cialis generic best price — Research states that Gen-Ys have a lot less respect for authority than previous generations. I don’t think this is true at all. I have a lot of respect for my highly intelligent and sensible managers, but I am not afraid to tell a person higher up that I think they’re wrong and suggest something different. I think most of my peers are the same. We have respect for those who deserve our respect, but when we encounter stupidity we will question it. The worst thing that can happen is that we get a new job. I think a lot of older managers are not used to this type of questioning from their subordinates and conflicts arise when they’re stubborn and want young people like me to follow directions to the tee. Basically, if a boss wants the best out of me he/she has to be at his or her best as well. Respect has to be earned and not taken for granted and abused. So I would say it’s closer to the truth that we have no fear of authority, but we do respect our supervisors if they are good coworkers.

cialis generic best price– Another big complaint of companies is that Gen-Ys switch jobs much more often than their predecessors. The reason for that is companies aren’t loyal to their employees anymore. I am young, but I am not stupid. I’ve seen how corporations lay off thousands of people in a blink of an eye for their own bottom line. Most hiring agreements are at-will and if companies are all about their own individual profit there is no incentive for me to stick around if there is a better opportunity. With the cutting of pension plans and benefits there is very little incentive for Gen-Ys to become “lifers” at a company.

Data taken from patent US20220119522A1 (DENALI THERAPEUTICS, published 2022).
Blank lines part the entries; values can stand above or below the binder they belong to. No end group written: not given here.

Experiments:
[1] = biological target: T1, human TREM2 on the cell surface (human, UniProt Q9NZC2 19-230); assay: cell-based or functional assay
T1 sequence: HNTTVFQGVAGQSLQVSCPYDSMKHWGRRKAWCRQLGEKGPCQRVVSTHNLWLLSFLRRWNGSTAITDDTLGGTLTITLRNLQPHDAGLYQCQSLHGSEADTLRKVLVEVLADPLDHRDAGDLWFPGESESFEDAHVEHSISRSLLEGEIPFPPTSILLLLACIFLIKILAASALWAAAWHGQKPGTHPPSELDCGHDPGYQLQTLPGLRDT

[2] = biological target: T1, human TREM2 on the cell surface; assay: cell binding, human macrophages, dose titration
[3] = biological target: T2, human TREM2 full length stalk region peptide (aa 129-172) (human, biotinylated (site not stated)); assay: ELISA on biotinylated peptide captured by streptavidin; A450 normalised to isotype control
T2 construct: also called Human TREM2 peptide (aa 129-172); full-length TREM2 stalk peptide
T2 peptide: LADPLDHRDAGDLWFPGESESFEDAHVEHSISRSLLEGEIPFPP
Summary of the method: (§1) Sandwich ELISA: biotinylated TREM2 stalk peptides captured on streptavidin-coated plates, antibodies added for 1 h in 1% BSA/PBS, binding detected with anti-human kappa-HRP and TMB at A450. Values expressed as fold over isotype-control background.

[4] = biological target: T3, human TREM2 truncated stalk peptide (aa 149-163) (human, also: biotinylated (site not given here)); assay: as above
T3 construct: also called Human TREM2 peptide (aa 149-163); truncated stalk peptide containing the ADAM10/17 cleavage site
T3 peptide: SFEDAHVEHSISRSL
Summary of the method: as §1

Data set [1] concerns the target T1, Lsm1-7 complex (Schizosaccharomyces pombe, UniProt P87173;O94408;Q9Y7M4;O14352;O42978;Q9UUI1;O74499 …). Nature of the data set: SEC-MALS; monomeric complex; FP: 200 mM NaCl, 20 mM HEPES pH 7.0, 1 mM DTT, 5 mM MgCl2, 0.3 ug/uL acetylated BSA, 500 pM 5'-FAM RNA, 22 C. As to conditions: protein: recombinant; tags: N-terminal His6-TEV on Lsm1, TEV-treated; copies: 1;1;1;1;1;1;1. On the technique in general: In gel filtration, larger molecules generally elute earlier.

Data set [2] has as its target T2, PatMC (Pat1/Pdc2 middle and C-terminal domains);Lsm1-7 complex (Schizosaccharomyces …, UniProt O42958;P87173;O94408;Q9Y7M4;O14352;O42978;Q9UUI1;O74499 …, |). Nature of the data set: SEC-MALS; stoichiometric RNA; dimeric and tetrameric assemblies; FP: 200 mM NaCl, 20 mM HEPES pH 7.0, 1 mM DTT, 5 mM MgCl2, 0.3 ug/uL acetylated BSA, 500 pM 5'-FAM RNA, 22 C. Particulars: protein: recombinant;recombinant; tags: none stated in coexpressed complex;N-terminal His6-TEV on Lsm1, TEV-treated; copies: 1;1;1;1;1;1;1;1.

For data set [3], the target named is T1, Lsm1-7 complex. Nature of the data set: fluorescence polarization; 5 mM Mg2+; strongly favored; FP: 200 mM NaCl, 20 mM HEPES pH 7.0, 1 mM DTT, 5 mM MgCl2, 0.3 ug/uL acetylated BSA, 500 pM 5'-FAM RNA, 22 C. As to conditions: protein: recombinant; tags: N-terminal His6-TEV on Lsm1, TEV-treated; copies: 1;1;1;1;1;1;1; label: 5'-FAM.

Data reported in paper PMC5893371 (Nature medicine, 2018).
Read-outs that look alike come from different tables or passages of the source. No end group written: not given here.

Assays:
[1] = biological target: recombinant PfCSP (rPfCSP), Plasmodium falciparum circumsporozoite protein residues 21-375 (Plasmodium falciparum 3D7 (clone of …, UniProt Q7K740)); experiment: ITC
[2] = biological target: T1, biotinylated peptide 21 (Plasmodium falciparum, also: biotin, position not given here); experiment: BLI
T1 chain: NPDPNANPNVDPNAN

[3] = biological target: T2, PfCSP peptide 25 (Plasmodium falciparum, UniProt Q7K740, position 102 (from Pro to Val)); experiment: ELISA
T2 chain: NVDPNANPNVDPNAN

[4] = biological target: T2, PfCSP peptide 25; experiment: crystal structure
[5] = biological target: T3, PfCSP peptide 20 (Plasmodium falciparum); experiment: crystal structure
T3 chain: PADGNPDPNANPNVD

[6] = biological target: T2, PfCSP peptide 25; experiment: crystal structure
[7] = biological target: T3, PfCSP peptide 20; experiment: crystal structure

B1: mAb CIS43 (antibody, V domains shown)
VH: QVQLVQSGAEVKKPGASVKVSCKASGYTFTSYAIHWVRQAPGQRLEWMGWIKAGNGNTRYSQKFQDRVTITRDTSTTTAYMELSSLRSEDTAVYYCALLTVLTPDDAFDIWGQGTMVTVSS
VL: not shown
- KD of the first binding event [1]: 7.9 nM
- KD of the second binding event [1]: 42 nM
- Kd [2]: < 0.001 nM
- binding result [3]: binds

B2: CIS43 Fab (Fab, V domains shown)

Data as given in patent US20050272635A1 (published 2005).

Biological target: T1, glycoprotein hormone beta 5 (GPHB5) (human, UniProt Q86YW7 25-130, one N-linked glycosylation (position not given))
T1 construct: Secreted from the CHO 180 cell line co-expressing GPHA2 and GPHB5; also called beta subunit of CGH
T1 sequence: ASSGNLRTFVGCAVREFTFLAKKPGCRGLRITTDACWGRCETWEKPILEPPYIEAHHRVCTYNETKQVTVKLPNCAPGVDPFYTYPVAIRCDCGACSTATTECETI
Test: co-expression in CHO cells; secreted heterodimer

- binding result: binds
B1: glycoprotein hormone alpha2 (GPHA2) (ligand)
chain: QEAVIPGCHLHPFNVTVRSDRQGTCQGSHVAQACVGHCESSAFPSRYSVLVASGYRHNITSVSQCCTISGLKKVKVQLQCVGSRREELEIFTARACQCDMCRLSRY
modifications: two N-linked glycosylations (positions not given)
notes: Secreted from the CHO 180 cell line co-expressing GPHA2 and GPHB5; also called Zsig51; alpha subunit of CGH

cialis generic best price — This is a paradigm that isn’t practiced very much by older generations. I think a lot of people of my parents’ generation realize that work shouldn’t be the most important thing in life, but still work so much that they don’t spend time with their families. As children of these workaholics Gen-Ys want flexible working schedules and more time off because they want time to enjoy the fruits of their labor. Of course, this behavior is considered lazy and demanding by a lot of traditional workplaces. I think the growing popularity of telecommuting and flexible work hours is a change for the better and our older coworkers could benefit from it if they choose to.

cialis generic best price — I think most of us want to be treated as equals by older coworkers. I can see why people would be resentful when they’re being managed by those who are half their age when they feel more experienced and skillful. Heck, I have experienced a bit of this resentment when I interviewed older people. When there is a huge disparity in age in the workplace the older workers greatly underestimate the ability of the younger workers. I think everyone needs to just take age out of the equation and objectively examine the quality of work of each person. Otherwise, underestimating the ability of anyone based on their age is discrimination.